A Fresh Vision in Difficult Times
One of my favorite passages of Scripture is Isaiah 6. It reads like this, “In the year king Uzziah died, I saw the LORD, high and lifted up, and the train of His robe filled the Temple”.
To make a proper comparison of what king Uzziah was to the Jewish people we would probably have to meld together arguably the four most beloved presidents since the Second World War: John F. Kennedy, Ronald Reagan, Barack Obama, and Donald Trump.
A Fall of a Leader
Jacob loved Uzziah as much, if not more than, David or Solomon or both. Uzziah had brought Israel through some very tough times. He was their point of reference for their personal, physical, and economic security. His death was a very personal loss for the whole of Israel. and left a deep, long, and painful scar and was mourned for many, many days.
Surely, this beloved man had been prayed for, prayed over, anointed with oil and every possible remedy had been sought after to spare or extend his life. Again, Israel loved Uzziah. In the end, all of their love, adoration, support, and prayers did not move God’s hand nor move God from His Throne.
In the end, Uzziah joined his ancestors, his grandson succeeded him as ruler, and God was still on His Throne. It is only after they had suffered this great physical, emotional, and spiritual loss that Scripture tells us that Isaiah “saw God seated on His Throne” (emphasis added).
Isaiah’s Vision of God
Isaiah’s vision of the Throne room of God was an indescribable scene of Glory and Majesty and perfect Holiness and the train of His robe filled the Temple.
In modern terms, we would say “flying room only”; there was nowhere for anyone to stand: even the angels were forced to worship in mid-flight as they cried out to one another, “Holy, Holy, Holy is the LORD God Almighty, the whole Earth is filled with His Glory”.
It took the death of this great and beloved king for Isaiah, a Prophet of God, to actually see God. He had gone to all the right schools, read all the right books, apprentices with all the right people, and had his theology in order. However, although he had probably received visions from God, he had yet to receive a vision of God.
This great, personal and traumatic loss was the spark that was needed to free Isaiah’s mind and heart to receive this fresh new vision. What he saw was overwhelming and it brought him to recognize how small and insignificant and sinful he truly was in the presence of a Holy God.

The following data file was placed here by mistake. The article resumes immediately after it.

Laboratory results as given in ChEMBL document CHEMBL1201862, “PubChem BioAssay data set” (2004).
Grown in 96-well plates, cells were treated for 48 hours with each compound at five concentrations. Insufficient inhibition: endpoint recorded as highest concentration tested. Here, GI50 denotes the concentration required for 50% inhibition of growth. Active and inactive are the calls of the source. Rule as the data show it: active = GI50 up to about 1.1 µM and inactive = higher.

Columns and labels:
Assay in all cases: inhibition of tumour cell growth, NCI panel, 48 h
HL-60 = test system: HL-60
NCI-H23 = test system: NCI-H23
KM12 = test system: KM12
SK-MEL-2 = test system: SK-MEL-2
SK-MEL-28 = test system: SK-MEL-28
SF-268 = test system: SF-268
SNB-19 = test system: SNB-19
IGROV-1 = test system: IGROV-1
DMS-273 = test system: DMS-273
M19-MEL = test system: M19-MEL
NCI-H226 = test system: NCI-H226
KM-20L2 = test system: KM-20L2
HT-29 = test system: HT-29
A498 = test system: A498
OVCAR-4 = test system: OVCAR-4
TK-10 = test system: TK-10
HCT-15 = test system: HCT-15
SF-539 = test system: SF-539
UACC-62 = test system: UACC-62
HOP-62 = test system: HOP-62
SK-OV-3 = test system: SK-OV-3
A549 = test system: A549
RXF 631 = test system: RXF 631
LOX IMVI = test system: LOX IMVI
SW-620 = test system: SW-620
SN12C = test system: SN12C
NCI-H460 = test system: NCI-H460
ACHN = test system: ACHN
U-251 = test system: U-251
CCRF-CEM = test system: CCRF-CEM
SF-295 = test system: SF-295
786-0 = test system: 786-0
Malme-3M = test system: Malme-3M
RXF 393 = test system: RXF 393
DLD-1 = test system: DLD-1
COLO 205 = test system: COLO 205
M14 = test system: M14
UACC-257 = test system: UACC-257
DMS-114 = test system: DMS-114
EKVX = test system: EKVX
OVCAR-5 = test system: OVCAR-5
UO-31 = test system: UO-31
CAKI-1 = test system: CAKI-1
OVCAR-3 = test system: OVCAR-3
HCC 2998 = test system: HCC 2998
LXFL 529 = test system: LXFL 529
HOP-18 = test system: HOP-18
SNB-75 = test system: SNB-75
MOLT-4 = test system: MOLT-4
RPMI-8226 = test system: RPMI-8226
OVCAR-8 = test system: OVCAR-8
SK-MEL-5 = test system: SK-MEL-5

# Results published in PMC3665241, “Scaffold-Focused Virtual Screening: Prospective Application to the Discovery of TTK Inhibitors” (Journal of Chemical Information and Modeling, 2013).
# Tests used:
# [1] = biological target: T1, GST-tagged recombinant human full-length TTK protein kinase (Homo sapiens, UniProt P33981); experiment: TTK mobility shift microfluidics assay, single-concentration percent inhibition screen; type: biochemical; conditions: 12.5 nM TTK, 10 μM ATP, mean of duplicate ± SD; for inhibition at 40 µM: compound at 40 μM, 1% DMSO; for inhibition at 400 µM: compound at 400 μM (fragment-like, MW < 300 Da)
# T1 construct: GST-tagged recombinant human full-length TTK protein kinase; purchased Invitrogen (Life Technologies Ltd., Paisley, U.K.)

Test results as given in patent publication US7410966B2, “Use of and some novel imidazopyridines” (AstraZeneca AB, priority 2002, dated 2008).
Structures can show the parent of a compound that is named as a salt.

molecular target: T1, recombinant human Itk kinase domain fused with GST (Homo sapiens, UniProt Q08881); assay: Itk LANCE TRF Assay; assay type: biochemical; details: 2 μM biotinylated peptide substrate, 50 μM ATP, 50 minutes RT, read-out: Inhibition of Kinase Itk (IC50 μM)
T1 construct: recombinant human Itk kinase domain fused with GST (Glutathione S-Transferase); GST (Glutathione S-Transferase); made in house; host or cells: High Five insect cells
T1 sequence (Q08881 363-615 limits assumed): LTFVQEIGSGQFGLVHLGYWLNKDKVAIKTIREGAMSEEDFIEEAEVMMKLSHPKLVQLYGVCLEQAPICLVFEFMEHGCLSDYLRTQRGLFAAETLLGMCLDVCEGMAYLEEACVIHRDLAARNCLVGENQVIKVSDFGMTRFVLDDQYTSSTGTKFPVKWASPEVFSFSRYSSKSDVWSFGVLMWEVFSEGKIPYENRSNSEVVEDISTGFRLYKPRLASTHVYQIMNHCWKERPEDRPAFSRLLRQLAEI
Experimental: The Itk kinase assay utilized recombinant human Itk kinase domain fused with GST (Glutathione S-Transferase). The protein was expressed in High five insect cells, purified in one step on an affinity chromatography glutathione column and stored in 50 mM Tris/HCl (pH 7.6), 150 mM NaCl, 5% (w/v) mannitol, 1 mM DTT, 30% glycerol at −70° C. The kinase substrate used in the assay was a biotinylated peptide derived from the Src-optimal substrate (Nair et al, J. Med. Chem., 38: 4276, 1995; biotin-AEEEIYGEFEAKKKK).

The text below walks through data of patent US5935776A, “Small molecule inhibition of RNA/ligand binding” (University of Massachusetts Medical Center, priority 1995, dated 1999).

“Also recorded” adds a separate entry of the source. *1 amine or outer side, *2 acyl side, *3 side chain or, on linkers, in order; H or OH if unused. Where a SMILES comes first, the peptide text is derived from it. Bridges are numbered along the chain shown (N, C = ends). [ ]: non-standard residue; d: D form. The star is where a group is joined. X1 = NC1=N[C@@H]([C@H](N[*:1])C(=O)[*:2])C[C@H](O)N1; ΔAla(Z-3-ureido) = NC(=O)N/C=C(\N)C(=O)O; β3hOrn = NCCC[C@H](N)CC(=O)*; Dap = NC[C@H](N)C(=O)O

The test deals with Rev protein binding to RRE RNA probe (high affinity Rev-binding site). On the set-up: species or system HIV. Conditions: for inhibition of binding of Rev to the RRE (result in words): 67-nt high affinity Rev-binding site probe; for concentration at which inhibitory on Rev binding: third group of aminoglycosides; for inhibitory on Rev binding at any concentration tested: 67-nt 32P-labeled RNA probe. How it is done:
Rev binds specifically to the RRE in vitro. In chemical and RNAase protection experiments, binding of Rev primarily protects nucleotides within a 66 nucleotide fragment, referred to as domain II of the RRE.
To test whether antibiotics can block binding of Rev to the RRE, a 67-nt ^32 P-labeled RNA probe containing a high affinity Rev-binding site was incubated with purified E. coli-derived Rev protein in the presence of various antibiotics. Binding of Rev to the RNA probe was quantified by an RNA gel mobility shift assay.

This moment of personal loss freed Isaiah from any other bond that would stand in the way of loving God above all things: no wife, no child, no temporal or spiritual leader would ever compare to what Isaiah received on that day from the Lord: a purpose!
In that moment where he was engulfed by the presence of the Almighty, and in recognition of his fallen state, God cleansed his lips, transformed his mind, and gave him direction and purpose and a fire in his belly.
At that moment when he was overwhelmed with grief and loss, God gave him beauty for his ashes, changed his mourning into joy, and gave him what every human has ever yearned for: a personal relationship with God and a purpose for living.
This advice is not easy to give, because it is advice I reluctantly accept for myself. Nevertheless, I know it to be true. And here it is: money will fail, relationships will fail, governments will fail and will fall and all the tears and prayers in the world won’t move God from His Throne.
Prayer is our calling, intercession is our belief but, as with David when he cried out to God for the life of his child, when God closes a door, shuts down an opportunity or brings the “golden days” to a painful and abrupt end, look at it as an opportunity to build something greater with Someone that is Greater.
In the end, kings die, empires dissolve, “golden days” grow dim and loved ones disappoint and cause pain. But if that’s what it takes for us to have a fresh anointing and a fresh vision of God, count it all joy, brethren!
Bondservant to Jesus Christ, Married to Michele, Dad to Madelyn, Claudia, and Joseph and educator by trade, apologist by calling and saved by Grace. Antonio loves to read, write, and discuss all-things-apologetics. He has many passions in life including reaching, teaching, and keeping men for Jesus Christ. Waiting on God’s big reveal: Antonio knows He has something beautiful in mind.